Game Analysis: South Park: The Stick of Truth

Funny South Park XP wallpaper.
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  • I chose South Park: The Stick of Truth for this analysis. I chose this game because It’s one of the best games that I’ve played in a while, as one of the more unique games that I’ve played recently.

Game Play Analysis

Formal Elements_______________________________________
Name of the gameSouth Park: The Stick of Truth
The platformI played the game on PC, but I believe it’s also available on Xbox and Playstation
Time played (should be at least 30 minutes)12 hours
If you could work on this game (change it), what would you change and why?Make the tutorial a little more in-depth. There were really important things that I learned about the game halfway through playing it
How many players are supported?1
Does it need to be an exact number?Yes
How does this affect play?It’s the only option that makes sense for this game
Some types of player frameworks:Single Player – like Solitare.Head-to-head – 1 vs. 1, Chess.PvE – Player vs. Environment, or multiple players vs. the game. Common in MMOs like World of Warcraft.One against Many – Single-player vs. multiple (obvy).Free-for-all – Every man for himself (1 vs. 1 vs. 1 vs. 1..). Most common for multiplayer games, from Monopoly to Modern Warfare.Individuals Against the System – Like Blackjack, where the Dealer is playing against multiple players, but those players have no effect on each other.Team Competition – Multiple vs. multiple, i.e. sports.Predator-prey – Players form a circle and everyone’s goal is to attack the player on their left and defend themselves from the player on their right.Five-pointed Star – Eliminate both players who are not on either side of you.Single Player PvE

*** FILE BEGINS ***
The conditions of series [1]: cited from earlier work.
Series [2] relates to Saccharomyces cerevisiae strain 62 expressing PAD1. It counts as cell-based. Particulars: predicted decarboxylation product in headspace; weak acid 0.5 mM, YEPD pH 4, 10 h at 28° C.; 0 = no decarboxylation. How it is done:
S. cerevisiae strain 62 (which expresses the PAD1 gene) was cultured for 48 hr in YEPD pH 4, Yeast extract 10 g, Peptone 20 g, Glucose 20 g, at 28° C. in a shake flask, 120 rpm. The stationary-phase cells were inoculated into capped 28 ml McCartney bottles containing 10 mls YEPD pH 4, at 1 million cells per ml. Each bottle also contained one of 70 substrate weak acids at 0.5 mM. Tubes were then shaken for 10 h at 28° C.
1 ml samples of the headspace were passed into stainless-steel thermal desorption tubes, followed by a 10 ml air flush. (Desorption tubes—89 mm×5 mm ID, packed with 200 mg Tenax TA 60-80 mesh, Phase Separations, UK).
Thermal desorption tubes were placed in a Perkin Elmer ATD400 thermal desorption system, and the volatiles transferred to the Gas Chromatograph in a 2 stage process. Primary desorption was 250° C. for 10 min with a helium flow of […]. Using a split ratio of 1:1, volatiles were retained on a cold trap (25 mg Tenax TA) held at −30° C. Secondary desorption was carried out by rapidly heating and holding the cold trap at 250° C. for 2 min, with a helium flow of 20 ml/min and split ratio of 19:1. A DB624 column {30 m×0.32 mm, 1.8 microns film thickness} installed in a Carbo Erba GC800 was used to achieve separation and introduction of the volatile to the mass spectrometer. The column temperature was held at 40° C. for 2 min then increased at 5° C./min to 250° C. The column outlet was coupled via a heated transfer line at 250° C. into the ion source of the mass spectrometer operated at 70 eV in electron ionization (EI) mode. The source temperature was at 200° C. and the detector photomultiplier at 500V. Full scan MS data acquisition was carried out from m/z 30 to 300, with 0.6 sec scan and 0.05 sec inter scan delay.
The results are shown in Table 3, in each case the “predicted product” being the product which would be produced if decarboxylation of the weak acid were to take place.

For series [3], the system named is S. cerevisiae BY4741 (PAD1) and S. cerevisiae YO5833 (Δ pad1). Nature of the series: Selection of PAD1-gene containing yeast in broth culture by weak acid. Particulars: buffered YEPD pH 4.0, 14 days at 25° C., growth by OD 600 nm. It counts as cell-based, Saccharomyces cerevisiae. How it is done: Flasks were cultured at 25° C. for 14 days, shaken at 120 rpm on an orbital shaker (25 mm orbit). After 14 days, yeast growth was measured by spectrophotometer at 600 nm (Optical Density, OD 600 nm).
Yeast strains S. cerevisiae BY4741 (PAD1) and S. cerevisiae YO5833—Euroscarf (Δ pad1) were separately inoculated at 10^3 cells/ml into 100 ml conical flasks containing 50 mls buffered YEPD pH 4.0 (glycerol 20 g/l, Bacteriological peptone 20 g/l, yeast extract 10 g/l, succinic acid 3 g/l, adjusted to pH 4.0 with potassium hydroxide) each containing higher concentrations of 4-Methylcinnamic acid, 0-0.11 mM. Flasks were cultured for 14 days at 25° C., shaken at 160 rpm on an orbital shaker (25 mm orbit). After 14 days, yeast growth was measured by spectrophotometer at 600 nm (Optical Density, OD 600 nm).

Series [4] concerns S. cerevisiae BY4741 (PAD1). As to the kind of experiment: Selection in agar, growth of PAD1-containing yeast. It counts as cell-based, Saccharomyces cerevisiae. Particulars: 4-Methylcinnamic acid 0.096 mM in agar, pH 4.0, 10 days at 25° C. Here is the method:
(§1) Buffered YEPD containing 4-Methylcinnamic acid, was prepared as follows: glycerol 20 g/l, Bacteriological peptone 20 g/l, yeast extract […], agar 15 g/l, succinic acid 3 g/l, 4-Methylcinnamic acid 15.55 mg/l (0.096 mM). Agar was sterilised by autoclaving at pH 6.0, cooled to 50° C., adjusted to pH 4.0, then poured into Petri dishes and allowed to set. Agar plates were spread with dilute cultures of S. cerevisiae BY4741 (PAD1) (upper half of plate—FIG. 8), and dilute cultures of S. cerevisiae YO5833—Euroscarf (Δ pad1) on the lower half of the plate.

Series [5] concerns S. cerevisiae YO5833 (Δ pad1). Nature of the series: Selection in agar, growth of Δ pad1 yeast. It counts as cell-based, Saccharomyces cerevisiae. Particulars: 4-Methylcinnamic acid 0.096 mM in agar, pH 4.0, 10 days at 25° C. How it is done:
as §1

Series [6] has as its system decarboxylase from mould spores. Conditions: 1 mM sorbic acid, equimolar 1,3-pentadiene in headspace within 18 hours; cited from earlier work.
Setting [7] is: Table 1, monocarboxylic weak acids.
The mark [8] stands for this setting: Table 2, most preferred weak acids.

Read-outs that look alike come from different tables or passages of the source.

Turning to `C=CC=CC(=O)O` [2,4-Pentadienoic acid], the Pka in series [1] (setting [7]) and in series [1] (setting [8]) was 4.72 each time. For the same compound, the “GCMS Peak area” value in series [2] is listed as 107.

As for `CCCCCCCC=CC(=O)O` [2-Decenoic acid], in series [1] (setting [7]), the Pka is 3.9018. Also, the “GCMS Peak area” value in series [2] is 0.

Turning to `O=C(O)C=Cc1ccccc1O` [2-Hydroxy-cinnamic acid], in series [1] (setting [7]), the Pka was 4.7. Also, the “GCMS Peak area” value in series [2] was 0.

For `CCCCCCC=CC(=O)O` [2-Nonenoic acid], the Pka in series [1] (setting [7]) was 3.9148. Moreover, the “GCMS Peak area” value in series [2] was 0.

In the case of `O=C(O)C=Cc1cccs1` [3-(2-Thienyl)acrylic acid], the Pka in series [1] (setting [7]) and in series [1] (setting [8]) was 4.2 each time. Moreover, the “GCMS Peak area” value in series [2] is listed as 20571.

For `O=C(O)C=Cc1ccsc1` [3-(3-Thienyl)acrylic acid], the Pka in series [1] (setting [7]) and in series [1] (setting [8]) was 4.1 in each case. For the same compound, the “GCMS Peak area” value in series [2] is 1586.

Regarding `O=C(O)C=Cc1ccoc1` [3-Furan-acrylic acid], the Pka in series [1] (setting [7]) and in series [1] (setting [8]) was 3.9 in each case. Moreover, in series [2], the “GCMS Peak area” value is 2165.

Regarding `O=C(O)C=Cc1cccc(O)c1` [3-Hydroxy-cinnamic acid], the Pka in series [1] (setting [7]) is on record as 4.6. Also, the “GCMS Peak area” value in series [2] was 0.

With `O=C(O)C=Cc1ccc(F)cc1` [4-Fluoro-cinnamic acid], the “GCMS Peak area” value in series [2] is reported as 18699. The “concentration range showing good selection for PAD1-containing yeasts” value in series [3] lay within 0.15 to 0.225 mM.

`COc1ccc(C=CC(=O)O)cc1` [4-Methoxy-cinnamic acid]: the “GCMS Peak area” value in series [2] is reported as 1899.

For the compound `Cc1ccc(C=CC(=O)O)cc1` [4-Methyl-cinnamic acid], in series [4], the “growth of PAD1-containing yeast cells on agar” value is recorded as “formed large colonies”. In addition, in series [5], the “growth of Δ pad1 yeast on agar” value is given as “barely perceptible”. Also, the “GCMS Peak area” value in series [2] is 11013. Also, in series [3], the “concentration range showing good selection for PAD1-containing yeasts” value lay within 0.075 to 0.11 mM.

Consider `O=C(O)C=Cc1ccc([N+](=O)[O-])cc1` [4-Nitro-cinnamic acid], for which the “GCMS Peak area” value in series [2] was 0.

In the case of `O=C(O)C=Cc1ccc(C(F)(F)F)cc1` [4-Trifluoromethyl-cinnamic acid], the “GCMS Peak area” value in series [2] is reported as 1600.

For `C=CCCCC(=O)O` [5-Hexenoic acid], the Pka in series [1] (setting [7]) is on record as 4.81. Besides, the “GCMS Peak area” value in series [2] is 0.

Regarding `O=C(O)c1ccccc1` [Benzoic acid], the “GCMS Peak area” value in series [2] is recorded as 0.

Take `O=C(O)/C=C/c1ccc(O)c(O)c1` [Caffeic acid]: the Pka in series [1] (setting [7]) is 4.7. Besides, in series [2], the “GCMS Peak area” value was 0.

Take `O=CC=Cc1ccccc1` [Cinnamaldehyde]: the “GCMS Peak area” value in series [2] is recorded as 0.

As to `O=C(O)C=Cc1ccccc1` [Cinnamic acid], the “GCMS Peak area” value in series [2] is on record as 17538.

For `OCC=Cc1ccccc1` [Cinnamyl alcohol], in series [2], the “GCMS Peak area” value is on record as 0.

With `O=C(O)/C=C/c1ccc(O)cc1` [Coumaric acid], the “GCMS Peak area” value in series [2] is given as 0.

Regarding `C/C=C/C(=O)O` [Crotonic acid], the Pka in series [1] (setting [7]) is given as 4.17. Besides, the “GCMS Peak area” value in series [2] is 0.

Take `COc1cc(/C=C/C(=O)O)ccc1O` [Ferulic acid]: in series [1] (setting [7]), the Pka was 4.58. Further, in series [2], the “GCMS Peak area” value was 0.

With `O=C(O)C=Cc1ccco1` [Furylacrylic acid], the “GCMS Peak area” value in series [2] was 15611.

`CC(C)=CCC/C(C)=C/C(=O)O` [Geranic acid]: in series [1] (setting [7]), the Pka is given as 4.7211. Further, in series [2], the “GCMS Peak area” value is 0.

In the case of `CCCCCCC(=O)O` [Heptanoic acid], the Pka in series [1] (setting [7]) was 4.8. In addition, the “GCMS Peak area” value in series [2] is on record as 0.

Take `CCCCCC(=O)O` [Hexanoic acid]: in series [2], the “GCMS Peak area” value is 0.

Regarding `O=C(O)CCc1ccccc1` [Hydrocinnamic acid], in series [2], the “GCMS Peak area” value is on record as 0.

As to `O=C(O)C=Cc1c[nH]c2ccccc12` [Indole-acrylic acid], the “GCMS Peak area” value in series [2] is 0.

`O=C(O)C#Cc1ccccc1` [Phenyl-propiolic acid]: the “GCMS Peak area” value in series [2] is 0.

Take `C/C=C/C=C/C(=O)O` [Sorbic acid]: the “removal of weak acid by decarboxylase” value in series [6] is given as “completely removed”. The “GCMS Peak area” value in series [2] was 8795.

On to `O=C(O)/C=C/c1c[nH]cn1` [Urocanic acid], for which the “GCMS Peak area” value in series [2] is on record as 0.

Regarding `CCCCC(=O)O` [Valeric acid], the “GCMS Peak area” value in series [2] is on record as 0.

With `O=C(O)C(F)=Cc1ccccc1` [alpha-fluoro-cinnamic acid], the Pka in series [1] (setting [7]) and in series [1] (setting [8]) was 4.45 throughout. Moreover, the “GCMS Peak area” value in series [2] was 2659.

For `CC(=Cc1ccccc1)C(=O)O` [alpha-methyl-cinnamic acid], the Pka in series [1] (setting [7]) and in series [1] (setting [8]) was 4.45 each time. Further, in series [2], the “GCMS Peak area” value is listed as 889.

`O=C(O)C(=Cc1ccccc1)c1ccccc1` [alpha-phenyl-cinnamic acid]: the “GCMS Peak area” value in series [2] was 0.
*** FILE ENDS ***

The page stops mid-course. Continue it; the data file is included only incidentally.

What are the players trying to do?The goal of the main storyline is to get the Stick of Truth for your faction, and stop the government from nuking South Park.
Some common objectives include:Capture/Destroy – Eliminate all your opponents pieces (Chess).Territorial Acquisition – Control as much territory as you can, not necessarily harming other players (RISK).Collection – Collect a certain number of objects throughout the game (Pokemon).Solve – Solve a puzzle or crime (Clue).Chase/race/escape – Anything where you are running towards or away from something (playground game Tag).Spatial Alignment – Anything involving the positioning of elements (Tetris or Tic-Tac-Toe or that game at Cracker Barrel).Build – Advance your characters or build your resources to a certain point (The Sims).Negation of another goal – The game ends if you perform an act that is forbidden by the rules (Jenga or Twister).
There are three categories of (what the book Rules of Play calls) operational rules:Setup – the things you do at the beginning of a game.Progression of Play – what happens during the game.Resolution – How an outcome is determined based on the game state.
What controls are used?M+KB for PC
Was there a clear introductory tutorial?Yes (but it’s too quick and basic)
Were they easy to understand or did you find yourself spamming the controller?The general gameplay is pretty easy to understand
Resources & Resource ManagementNOTES
What kinds of resources do players control?The player character has certain gear and weapons that effect gameplay. You can also use class specific abilities, “Magic” (special kinds of farts), consumables that effect your stats in combat, and a companion that you fight with that has fixed gear and abilities.
How are they maintained during play?In combat you maintain your resources by using consumables, and using other moves directed to keep you fighting. You maintain your consumables and get new gear, money, abilities and items by looting defeated enemies and things in the environment.
What is their role?The progression of the different resources you control makes your character more powerful, in order to fight more difficult enemies as the game progresses.
A resource is everything under the control of a single player. Could be the money in Monopoly or health in WoW. Other examples are:Territory in RISK The number of questions remaining in 20 Questions Objects picked up during videogames (guns, health packs, etc.)Time (game time, real-time, or both)Known information (like suspects in Clue)
Game StateNOTES
How much information in the game state is visible to the player?All of the information about the player themselves is relevant to them. Some information about the enemies is restricted, like the moves they can use and their effects, but most of the non-player information is available.